Mumbai: One month after Mumbai's triple blasts, there has still been no breakthrough into who was behind it, despite various investigating agencies being involved in the countrywide probe. The question is whether the investigations have reached a dead end.
In the blasts, 26 people died and 126 were injured. A month after Mumbai's triple blasts, Opera House, the worst affected target, appeared to be back to 'almost' normal. Unauthorized food stalls have been removed, and the parking is restricted. But the metal brackets meant for CCTV cameras, are still bare and the newly installed barricade remains open 24/7.
Traders say that though they don't feel safe, they have no option but to work.
After weeks of no leads, the police expressed hope of a breakthrough earlier this week, after arresting a suspect who stole a bike on which the bomb at Zaveri Bazaar was planted.
Multiple agencies have been investigating the blasts. They include the Mumbai police, the state CID, the Anti-Terrorism Squad, National Investigative Agency, and the local police in several states.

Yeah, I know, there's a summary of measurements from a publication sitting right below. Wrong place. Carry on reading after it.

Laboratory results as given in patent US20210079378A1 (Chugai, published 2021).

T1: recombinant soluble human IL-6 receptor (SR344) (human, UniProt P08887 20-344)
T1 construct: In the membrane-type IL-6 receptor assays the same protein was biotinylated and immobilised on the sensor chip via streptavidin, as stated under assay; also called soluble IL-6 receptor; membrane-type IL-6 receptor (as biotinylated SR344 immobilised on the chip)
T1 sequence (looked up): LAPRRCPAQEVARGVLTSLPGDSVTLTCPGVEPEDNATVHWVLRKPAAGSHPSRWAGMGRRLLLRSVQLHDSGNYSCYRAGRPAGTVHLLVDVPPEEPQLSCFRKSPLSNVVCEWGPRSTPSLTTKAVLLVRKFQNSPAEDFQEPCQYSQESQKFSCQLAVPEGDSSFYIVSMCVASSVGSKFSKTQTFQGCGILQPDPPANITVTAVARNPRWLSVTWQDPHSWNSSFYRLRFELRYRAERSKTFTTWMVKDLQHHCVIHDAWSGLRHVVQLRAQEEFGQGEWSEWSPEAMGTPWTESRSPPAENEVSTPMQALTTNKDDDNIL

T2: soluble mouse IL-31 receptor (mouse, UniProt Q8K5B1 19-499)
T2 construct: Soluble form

Investigating teams have scoured several states, including Maharashtra, Gujarat, Andhra Pradesh, Madhya Pradesh, West Bengal and Karnataka, for leads.
The Mumbai police are still studying the CCTV footage compiled from the various blast sites and have prepared a suspect's sketch, based on eyewitness reports.
Home Minister P Chidambaram had claimed that everything pointed to the role of the Indian Mujahideen.
But with the Centre and state still failing to find any conclusive evidence linking the Indian Mujahideen to the Mumbai blasts, questions are being raised on the efficacy of the probe and the perceived lack of coordination between central and local investigative agencies.
No group has claimed responsibility for the blasts so far, but with no headway into the investigation even a month later, the pressure is mounting on the police to come up with some answers.